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CPU mining. In the first days of bitcoin, mining issue was low and not a lot of miners were competing for blocks and rewards. This made it rewarding to use your computers own central processing unit (CPU) to mine bitcoin. However, that strategy was soon replaced by GPU mining.
GPU mining. An graphics processing unit (GPU) is a powerful processor whose sole objective is to help your computers graphics card in rendering 3D graphics. GPUs are not built for executive decisions (such as CPUs) but to be somewhat good laborers, hence GPUs can execute over 800 times more instructions in the exact same amount of time as a CPU.
FPGA mining. Next came mining using field-programmable gate arrays (FPGAs). These significantly outperformed GPUs and CPUs in the mining process as FPGAs are processors which can be programmed to execute certain instructions, and only those instructions (instead of being repurposed for mining, like GPUs were).
ASIC mining. Similar to FPGAs, application-specific integrated circuits are processors designed for a particular purpose, in our situation mining bitcoin, and nothing else. ASICs for bitcoin were introduced in 2013 and, as of November 2017, they are the best processors available for mining bitcoin and they outperform FPGAs in electricity consumption. .
Mining pools. To offset the problem of mining a block, miners began organizing in cloud or pools mining networks. Whenever a miner in one of those pools solves a block, the reward is shared with everyone in the swimming pool in a ratio representative of how much work you put into the pool (even though you personally never solved the puzzle). .
Cloud mining. Clouds provide potential miners the capability to purchase mining channels in a remote data centre location. There are many obvious advantages, the most obvious being: no energy expenses, no excess heat, and nothing to sell when you opt to hang up your virtual pickaxe.
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Once miners receive bitcoin, they are given a digital key to the bitcoin addresses. You can use this digital key to access and validate or approve transactions.
Desktop pockets. Software like Bitcoin Core lets you send and save bitcoin addresses and connects to the network to monitor transactions.
Online wallets. Bitcoin keys are saved online by exchange programs like Coinbase or Circle and can be retrieved from anywhere.
Mobile wallets. Apps like Blockchain go to these guys store and encrypt your bitcoin keys so that you can make payments using your mobile device.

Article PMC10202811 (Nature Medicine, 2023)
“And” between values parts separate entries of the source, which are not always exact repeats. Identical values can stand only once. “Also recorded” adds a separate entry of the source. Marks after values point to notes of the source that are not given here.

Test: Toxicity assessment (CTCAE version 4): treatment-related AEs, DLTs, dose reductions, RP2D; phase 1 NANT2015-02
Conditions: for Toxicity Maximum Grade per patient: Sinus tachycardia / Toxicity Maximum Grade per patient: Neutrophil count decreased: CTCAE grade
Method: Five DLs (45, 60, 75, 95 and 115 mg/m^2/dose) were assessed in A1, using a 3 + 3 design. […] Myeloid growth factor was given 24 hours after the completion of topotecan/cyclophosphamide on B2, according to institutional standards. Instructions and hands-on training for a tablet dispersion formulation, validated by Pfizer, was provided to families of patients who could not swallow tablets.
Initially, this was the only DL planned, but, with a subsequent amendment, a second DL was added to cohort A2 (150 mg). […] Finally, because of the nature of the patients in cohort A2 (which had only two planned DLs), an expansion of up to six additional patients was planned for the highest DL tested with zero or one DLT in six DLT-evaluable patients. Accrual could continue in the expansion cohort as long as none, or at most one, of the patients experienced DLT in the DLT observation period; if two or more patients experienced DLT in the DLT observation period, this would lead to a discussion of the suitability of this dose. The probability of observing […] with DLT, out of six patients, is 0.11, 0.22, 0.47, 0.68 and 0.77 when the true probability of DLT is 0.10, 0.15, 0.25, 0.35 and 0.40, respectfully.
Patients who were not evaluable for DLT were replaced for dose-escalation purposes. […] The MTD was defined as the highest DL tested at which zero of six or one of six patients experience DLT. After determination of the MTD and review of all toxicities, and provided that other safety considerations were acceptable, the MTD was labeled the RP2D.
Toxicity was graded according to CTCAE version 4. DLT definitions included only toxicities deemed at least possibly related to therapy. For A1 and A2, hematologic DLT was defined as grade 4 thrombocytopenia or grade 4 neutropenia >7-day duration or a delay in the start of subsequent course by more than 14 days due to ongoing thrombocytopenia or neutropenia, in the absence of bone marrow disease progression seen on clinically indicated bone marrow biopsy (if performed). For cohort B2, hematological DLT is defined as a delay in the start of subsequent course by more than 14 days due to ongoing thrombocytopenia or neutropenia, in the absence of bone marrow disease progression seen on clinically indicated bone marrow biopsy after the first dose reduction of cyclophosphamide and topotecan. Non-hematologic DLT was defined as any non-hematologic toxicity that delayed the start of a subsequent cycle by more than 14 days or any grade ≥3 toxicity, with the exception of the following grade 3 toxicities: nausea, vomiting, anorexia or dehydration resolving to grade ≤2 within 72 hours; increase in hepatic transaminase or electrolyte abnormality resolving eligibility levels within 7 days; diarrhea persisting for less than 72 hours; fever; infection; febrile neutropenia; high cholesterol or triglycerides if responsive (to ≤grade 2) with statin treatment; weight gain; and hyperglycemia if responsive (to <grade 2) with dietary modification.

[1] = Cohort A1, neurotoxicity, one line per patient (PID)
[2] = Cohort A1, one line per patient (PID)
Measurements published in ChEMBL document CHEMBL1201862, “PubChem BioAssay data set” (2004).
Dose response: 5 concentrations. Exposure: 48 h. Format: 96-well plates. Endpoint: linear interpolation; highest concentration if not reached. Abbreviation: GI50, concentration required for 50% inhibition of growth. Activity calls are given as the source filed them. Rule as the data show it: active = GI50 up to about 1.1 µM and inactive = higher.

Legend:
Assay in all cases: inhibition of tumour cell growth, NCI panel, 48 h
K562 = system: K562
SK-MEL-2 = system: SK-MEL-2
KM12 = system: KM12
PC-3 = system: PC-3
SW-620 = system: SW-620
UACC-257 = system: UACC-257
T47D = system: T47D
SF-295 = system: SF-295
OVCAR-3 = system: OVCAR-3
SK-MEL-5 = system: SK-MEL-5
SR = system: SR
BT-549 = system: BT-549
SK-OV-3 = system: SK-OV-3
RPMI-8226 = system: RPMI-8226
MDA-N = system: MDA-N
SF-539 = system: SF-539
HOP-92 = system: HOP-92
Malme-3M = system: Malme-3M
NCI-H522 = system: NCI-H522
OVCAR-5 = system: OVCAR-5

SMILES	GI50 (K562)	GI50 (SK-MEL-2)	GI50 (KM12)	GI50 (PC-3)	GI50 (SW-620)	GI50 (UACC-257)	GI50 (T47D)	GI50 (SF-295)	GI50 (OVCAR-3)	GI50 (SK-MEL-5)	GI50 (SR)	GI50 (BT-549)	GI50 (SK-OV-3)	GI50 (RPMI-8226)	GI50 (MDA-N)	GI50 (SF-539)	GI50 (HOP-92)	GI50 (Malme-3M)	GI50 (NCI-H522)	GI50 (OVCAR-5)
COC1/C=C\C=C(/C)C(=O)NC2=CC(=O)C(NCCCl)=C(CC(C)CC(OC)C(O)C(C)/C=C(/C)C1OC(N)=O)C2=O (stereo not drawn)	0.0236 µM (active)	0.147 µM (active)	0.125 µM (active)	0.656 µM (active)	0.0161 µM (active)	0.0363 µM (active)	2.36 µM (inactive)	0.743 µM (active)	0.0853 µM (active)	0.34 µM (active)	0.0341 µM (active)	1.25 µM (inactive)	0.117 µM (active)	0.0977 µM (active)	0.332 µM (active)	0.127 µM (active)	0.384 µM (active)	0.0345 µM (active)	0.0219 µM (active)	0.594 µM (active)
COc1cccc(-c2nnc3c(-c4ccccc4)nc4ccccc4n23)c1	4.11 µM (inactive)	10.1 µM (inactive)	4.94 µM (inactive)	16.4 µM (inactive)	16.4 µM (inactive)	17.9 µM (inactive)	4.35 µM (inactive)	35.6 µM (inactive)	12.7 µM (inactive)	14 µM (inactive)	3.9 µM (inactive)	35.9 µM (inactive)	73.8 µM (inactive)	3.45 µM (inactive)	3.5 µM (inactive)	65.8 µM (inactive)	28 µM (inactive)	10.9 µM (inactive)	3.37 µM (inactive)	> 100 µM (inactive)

Paper wallets. Some websites offer paper wallet services, generating a piece of paper using just two QR codes on it. One code is your public address at which you get bitcoin and the other one is the private address you can use for spending.
Hardware wallets. You can use a USB device made specifically to store bitcoin electronically and your private address keys.
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Making money mining bitcoin is much harder today. Some of the issues contributing to the difficulty include:
Hardware prices. The times of mining using a standard CPU or graphic card are gone. As more people have begun mining, the difficulty of solving the puzzles has too increased. ASIC microchips were designed to process the computations faster and have become necessary to succeed at mining now. These chips can cost $3,000 more or more and are guaranteed to additional increase in cost with each improvement and update. .
Rise in corporate miners. Hobby miners must now compete with for-profits and their larger, better machines when mining to make a buck.
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Power costs. Electricity in the United States is more expensive than it is in other areas of earth, making it more difficult to compete with big-miner money.
When discussing the feasibility of bitcoin mining, an unexpected variable rears its head: power consumption. This catches a whole lot of potential miners off-guard. After all, we seldom consider how much energy our electrical appliances are consuming. But computing hashes is a really intensive process, pushing whatever chip youre using to the limit, and to its highest possible energy consumption.
If youre using CPU/GPU/FPGA to mine, the answer is a definite no. As of November 2017, the BTC reward is so modest that it doesnt pay for the energy that your computer will consume to confirm a block.
This leaves us with Pools, ASICs and Cloud Mining. In case youre not willing to set a lot of money into setting up a mining operation, your best option might be to get a cloud mining rig. These are relatively low cost, and need no hardware knowledge to get started, no extra power bills, and you wont end up with a machine that you cant sell when bitcoin mining is no longer rewarding. .